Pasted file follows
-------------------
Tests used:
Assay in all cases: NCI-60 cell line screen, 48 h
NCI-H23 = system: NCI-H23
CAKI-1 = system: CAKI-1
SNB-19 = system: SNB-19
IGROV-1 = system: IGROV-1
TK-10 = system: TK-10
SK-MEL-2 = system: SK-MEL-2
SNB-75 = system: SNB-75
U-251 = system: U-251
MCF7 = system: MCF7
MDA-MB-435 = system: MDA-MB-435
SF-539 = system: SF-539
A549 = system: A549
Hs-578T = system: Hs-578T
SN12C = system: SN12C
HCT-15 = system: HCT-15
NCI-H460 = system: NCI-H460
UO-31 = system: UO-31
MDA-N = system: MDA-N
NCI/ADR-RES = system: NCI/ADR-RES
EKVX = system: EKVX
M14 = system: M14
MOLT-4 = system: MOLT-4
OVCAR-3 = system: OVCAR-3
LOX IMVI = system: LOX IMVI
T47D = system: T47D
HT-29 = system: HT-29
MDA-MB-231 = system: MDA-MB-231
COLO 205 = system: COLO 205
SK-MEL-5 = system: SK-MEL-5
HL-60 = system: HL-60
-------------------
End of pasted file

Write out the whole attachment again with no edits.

Tests used:
Assay in all cases: NCI-60 cell line screen, 48 h
NCI-H23 = system: NCI-H23
CAKI-1 = system: CAKI-1
SNB-19 = system: SNB-19
IGROV-1 = system: IGROV-1
TK-10 = system: TK-10
SK-MEL-2 = system: SK-MEL-2
SNB-75 = system: SNB-75
U-251 = system: U-251
MCF7 = system: MCF7
MDA-MB-435 = system: MDA-MB-435
SF-539 = system: SF-539
A549 = system: A549
Hs-578T = system: Hs-578T
SN12C = system: SN12C
HCT-15 = system: HCT-15
NCI-H460 = system: NCI-H460
UO-31 = system: UO-31
MDA-N = system: MDA-N
NCI/ADR-RES = system: NCI/ADR-RES
EKVX = system: EKVX
M14 = system: M14
MOLT-4 = system: MOLT-4
OVCAR-3 = system: OVCAR-3
LOX IMVI = system: LOX IMVI
T47D = system: T47D
HT-29 = system: HT-29
MDA-MB-231 = system: MDA-MB-231
COLO 205 = system: COLO 205
SK-MEL-5 = system: SK-MEL-5
HL-60 = system: HL-60